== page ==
The work of Peter Hujar (born 1934 in Trenton, New Jersey; died 1987) has been the subject of many major exhibitions since the 1980s. The first in Switzerland was at Kunsthalle Basel in 1982. In 1994 he had a show at the Fotomuseum Winterthur and at the Stedelijk Museum Amsterdam, and in 2007 at the ICA London. In 2011, Mai 36 Galerie included Hujar’s series of images Thek’s Studio 1967 in the exhibition Paul Thek – cityscapes and other ideas.
We are delighted to announce the representation of the Peter Hujar Estate by the Mai 36 Galerie in conjunction with Pace/MacGill Gallery and Fraenkel Gallery.
Like his fellow New Yorkers Irving Penn, Richard Avedon and Robert Mapplethorpe, Peter Hujar was originally a fashion photographer. However, his work differs markedly from theirs. Hujar always struggled with the superficiality of fashion photography and was more interested in the portrayal of real life, in its purest form: in all its corporeality and drama, and at times with humour – as in his animal portraits showing the innocence of creatures.
Among his role models were Wegee and Diane Arbus. One tracked down the most catastrophic and hysterical aspects of city life, while the other unveiled psychological situations on the margins of society with analytical detachment. Hujar himself is part of the life he portrays. He does not over- aestheticise, but instead demonstrates an almost intimate relationship with the people and situations he photographs. His compositions, finely wrought yet never intrusive, seem almost casual. His photographs always defied expectations, invariably pushing the boundaries of convention – a tendency that may have caused problems in the world of fashion photography, but which became the hallmark that defined the special appeal of his own work as an artist.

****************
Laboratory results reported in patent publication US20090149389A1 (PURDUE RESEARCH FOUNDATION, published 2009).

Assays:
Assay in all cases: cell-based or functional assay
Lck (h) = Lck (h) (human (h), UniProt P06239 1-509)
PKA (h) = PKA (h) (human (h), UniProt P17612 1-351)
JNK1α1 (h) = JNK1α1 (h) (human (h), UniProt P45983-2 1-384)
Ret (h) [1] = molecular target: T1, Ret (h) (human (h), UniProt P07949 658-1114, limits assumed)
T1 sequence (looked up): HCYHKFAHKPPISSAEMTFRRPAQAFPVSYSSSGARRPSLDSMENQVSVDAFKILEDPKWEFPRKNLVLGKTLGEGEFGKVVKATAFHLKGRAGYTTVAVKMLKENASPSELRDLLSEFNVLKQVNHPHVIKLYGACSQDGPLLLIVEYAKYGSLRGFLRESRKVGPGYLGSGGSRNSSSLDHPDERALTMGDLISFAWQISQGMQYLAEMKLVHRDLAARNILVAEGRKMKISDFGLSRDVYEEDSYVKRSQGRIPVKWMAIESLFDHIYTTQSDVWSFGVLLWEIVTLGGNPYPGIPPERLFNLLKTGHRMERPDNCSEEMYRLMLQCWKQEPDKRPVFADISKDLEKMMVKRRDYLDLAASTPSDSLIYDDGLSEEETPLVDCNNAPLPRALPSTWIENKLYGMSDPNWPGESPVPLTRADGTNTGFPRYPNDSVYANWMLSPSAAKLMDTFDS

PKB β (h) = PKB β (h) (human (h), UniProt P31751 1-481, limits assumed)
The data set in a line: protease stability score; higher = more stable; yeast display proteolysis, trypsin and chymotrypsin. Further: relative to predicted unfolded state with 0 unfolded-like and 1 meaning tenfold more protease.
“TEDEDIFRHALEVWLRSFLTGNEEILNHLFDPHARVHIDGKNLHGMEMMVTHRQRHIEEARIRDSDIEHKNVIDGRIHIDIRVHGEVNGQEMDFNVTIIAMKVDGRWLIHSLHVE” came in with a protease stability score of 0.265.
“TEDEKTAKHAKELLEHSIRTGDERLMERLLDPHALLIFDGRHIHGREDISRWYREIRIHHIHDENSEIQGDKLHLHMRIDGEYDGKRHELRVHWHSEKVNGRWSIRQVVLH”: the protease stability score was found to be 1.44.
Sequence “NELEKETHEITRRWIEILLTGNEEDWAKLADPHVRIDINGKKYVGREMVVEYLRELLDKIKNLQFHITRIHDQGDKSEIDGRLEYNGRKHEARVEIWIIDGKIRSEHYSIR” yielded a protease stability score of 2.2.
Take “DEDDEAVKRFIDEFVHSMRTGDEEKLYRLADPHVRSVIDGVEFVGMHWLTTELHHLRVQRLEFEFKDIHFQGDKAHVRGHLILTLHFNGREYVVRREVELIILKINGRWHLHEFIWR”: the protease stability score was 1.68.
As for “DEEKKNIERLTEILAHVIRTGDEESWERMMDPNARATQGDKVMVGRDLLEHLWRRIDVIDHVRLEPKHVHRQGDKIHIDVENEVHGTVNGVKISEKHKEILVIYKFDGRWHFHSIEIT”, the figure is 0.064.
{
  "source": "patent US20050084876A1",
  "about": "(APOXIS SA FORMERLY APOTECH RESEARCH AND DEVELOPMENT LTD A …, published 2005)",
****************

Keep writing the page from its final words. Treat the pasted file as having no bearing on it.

Hujar’s immersion in the world of his friends and his portrayal of New York from the 1960s to the 1980s portray a city that no longer exists. Where there was once a flourishing subculture, which he documented direct and undiluted, and which still informs our collective cultural memory of the city, there is now a process of gentrification that profits to this day from that image of the past. Up close to life and eschewing all superficiality, Hujar’s work shows the face of that era, warts and all.
The fact that his portrayals of life are also portrayals of death – in the spirit of Susan Sontag, of whom he made three famous portraits – is to the credit of Hujar and his photographic art. His images open a window onto both realms at the same time. The realm of life, both animal and human, in all its transience, and the realm of death, as depicted most notably in the photographs of the Palermo catacombs where withered bodies, fully clothed, appear to await a better future.
Our exhibition at the Showroom includes works representing almost every aspect of his oeuvre: nudes and portraits, street scenes, interiors, night shots, animals and the 1963 Palermo catacomb series. (Text: Axel Jablonski)